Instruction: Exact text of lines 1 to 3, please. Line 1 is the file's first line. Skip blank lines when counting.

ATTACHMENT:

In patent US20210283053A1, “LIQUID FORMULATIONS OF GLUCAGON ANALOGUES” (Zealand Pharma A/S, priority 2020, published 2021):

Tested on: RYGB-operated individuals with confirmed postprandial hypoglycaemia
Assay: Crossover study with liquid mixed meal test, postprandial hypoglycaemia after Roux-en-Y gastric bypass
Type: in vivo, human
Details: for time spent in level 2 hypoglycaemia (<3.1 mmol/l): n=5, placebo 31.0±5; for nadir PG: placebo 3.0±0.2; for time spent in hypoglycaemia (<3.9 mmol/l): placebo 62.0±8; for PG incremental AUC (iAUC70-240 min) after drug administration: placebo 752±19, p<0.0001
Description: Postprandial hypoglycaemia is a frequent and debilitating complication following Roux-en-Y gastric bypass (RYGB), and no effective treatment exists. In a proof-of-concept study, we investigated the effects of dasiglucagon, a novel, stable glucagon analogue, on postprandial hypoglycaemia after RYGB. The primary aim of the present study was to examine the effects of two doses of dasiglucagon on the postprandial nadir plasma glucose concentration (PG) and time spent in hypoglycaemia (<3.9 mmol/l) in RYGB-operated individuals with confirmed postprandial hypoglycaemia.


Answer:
In patent US20210283053A1, “LIQUID FORMULATIONS OF GLUCAGON ANALOGUES” (Zealand Pharma A/S, priority 2020, published 2021):

Tested on: RYGB-operated individuals with confirmed postprandial hypoglycaemia
Assay: Crossover study with liquid mixed meal test, postprandial hypoglycaemia after Roux-en-Y gastric bypass